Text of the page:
Out-Law News | 02 Sep 2019 | 1:50 pm | 1 min. read
HM Revenue & Customs (HMRC) has recouped a record £1.9 billion through investigations into wealthy individuals in the past 12 months.
Data obtained by Pinsent Masons, the law firm behind Out-Law, shows that HMRC’s yield from these investigations rose 58% in 2018/19 from £1.2bn to £1.9bn.
Tax law expert Steven Porter of Pinsent Masons said global data sharing agreements meant HMRC now had far more data on wealthy individuals, enabling it to identify cases and complete investigations more quickly. As a result it has collected more tax from compliance activities.
Investigations into data leaks such as the Panama Papers, where documents held by an offshore law firm including information on corporate and trust structures were leaked into the public domain, have also led to a rise in income. The Panama Papers investigation has brought in £190m so far, with a further 215 investigations still ongoing.
“HMRC’s data-led approach is proving incredibly effective – the taxman’s reach has never been longer than it is now. HMRC can ask for data on taxpayers from every tax haven and almost every country in the world,” Porter said.
“The surge in yield from investigations may also reflect HMRC’s multi-faceted approach to compliance amongst wealthy individuals. Data is used to cross-check returns and sometimes letters are simultaneously pumped out asking individuals to confirm information they don’t need to confirm – mistakes can easily be made which can leave taxpayers exposes to investigations,” Porter said.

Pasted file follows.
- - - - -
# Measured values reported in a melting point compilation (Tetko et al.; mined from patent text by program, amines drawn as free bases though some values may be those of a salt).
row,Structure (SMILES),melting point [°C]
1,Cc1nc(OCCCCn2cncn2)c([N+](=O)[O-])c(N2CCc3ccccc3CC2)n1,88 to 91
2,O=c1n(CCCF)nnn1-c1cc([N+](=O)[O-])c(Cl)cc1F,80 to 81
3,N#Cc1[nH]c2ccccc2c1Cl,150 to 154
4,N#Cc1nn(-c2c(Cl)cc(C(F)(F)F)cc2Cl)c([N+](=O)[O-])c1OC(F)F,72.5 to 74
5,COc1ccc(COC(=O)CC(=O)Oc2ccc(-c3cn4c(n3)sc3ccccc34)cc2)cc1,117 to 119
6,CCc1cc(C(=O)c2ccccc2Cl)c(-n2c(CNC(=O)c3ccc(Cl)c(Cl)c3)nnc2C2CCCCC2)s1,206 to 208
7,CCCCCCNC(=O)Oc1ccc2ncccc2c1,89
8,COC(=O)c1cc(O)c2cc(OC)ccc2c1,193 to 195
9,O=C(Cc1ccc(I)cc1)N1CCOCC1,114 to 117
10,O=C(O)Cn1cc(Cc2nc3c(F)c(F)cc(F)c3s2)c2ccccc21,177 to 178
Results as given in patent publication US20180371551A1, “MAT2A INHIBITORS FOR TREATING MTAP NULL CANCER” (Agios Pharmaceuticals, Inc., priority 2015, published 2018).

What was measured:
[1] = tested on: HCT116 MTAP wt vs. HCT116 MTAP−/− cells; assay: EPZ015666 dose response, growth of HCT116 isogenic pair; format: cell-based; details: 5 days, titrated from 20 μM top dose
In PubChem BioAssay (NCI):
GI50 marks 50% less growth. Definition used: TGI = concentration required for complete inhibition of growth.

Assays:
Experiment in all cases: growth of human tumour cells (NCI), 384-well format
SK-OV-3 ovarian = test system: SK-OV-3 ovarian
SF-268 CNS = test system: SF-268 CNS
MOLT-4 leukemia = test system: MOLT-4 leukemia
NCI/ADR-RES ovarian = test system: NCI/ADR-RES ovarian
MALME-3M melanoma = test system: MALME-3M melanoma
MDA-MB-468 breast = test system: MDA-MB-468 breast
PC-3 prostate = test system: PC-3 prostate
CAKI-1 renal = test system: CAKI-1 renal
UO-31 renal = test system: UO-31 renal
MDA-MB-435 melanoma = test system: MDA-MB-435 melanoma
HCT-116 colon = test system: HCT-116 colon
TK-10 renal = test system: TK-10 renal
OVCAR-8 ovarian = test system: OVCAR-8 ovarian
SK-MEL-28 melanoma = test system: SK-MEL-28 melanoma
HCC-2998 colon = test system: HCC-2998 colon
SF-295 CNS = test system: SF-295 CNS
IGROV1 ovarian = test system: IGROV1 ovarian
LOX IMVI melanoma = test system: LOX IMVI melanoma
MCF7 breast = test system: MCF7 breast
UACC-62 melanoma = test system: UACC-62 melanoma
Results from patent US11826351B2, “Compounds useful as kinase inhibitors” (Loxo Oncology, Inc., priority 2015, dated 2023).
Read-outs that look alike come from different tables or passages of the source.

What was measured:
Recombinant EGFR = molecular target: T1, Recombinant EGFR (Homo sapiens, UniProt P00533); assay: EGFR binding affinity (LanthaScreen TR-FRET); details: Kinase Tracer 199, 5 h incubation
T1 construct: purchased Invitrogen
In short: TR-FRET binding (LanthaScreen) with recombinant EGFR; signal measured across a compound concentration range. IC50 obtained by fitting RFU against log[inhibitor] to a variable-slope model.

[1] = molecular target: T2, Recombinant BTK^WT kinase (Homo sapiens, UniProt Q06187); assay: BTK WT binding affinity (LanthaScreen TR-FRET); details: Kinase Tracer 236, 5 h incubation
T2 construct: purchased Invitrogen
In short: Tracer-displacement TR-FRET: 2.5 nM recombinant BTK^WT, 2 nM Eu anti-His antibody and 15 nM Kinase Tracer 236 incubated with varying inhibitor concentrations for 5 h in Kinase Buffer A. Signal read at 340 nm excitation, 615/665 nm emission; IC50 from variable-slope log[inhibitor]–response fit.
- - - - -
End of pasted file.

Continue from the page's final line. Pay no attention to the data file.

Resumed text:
Porter said HMRC’s ‘Connect’ database was also helping in its efforts to gather information from an increasingly wide range of sources. The Connect database is able to cross reference up to 22 billion lines of data including tax returns, property and financial data.
“HMRC’s willingness to not only investigate, but also enforce and prosecute, shows its continued use of the stick over the carrot when pursuing wealthy individuals,” Porter said.
The introduction of the Common Reporting Standard (CRS) in the last few years has helped HMRC’s investigations. Over 100 countries have agreed to share financial data and in 2018 HMRC received information about 5.67 million offshore accounts held by around 3 million UK residents.
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